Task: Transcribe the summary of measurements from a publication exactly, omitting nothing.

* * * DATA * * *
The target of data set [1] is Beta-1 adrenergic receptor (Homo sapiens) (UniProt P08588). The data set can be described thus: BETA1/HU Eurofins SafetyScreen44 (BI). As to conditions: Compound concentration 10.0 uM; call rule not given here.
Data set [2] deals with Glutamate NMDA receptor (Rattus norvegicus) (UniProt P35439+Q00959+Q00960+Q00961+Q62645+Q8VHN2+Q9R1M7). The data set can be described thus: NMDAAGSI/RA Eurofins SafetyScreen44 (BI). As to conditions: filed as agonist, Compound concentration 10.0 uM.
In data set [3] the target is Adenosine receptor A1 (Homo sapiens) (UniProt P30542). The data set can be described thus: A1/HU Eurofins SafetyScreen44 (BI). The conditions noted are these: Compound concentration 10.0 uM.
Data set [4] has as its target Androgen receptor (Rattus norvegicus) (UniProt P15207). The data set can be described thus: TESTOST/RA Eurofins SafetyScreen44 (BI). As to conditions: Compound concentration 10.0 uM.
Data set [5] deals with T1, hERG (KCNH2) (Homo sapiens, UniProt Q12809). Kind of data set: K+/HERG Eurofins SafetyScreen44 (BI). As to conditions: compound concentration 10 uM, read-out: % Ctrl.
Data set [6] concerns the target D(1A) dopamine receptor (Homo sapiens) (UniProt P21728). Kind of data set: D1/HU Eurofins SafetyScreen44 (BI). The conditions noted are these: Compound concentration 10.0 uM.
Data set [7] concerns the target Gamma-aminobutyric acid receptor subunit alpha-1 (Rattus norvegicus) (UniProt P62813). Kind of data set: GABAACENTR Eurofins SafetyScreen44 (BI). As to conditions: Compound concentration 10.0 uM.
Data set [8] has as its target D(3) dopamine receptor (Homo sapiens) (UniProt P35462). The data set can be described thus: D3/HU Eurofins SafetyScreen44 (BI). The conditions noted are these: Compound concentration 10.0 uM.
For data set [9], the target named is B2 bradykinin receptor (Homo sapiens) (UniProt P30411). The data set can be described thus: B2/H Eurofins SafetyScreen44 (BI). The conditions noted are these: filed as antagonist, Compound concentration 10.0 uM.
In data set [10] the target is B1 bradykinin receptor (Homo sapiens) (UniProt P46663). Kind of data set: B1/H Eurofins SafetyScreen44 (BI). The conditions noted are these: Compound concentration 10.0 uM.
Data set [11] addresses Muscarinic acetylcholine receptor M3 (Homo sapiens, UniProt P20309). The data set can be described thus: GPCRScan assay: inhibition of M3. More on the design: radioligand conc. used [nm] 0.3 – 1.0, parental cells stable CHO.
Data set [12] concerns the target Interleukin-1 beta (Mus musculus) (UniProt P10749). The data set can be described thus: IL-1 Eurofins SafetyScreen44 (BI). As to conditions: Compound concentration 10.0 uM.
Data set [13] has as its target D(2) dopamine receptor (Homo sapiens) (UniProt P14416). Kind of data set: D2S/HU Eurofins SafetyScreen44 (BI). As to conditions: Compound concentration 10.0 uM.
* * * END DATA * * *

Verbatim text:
The target of data set [1] is Beta-1 adrenergic receptor (Homo sapiens) (UniProt P08588). The data set can be described thus: BETA1/HU Eurofins SafetyScreen44 (BI). As to conditions: Compound concentration 10.0 uM; call rule not given here.
Data set [2] deals with Glutamate NMDA receptor (Rattus norvegicus) (UniProt P35439+Q00959+Q00960+Q00961+Q62645+Q8VHN2+Q9R1M7). The data set can be described thus: NMDAAGSI/RA Eurofins SafetyScreen44 (BI). As to conditions: filed as agonist, Compound concentration 10.0 uM.
In data set [3] the target is Adenosine receptor A1 (Homo sapiens) (UniProt P30542). The data set can be described thus: A1/HU Eurofins SafetyScreen44 (BI). The conditions noted are these: Compound concentration 10.0 uM.
Data set [4] has as its target Androgen receptor (Rattus norvegicus) (UniProt P15207). The data set can be described thus: TESTOST/RA Eurofins SafetyScreen44 (BI). As to conditions: Compound concentration 10.0 uM.
Data set [5] deals with T1, hERG (KCNH2) (Homo sapiens, UniProt Q12809). Kind of data set: K+/HERG Eurofins SafetyScreen44 (BI). As to conditions: compound concentration 10 uM, read-out: % Ctrl.
Data set [6] concerns the target D(1A) dopamine receptor (Homo sapiens) (UniProt P21728). Kind of data set: D1/HU Eurofins SafetyScreen44 (BI). The conditions noted are these: Compound concentration 10.0 uM.
Data set [7] concerns the target Gamma-aminobutyric acid receptor subunit alpha-1 (Rattus norvegicus) (UniProt P62813). Kind of data set: GABAACENTR Eurofins SafetyScreen44 (BI). As to conditions: Compound concentration 10.0 uM.
Data set [8] has as its target D(3) dopamine receptor (Homo sapiens) (UniProt P35462). The data set can be described thus: D3/HU Eurofins SafetyScreen44 (BI). The conditions noted are these: Compound concentration 10.0 uM.
For data set [9], the target named is B2 bradykinin receptor (Homo sapiens) (UniProt P30411). The data set can be described thus: B2/H Eurofins SafetyScreen44 (BI). The conditions noted are these: filed as antagonist, Compound concentration 10.0 uM.
In data set [10] the target is B1 bradykinin receptor (Homo sapiens) (UniProt P46663). Kind of data set: B1/H Eurofins SafetyScreen44 (BI). The conditions noted are these: Compound concentration 10.0 uM.
Data set [11] addresses Muscarinic acetylcholine receptor M3 (Homo sapiens, UniProt P20309). The data set can be described thus: GPCRScan assay: inhibition of M3. More on the design: radioligand conc. used [nm] 0.3 – 1.0, parental cells stable CHO.
Data set [12] concerns the target Interleukin-1 beta (Mus musculus) (UniProt P10749). The data set can be described thus: IL-1 Eurofins SafetyScreen44 (BI). As to conditions: Compound concentration 10.0 uM.
Data set [13] has as its target D(2) dopamine receptor (Homo sapiens) (UniProt P14416). Kind of data set: D2S/HU Eurofins SafetyScreen44 (BI). As to conditions: Compound concentration 10.0 uM.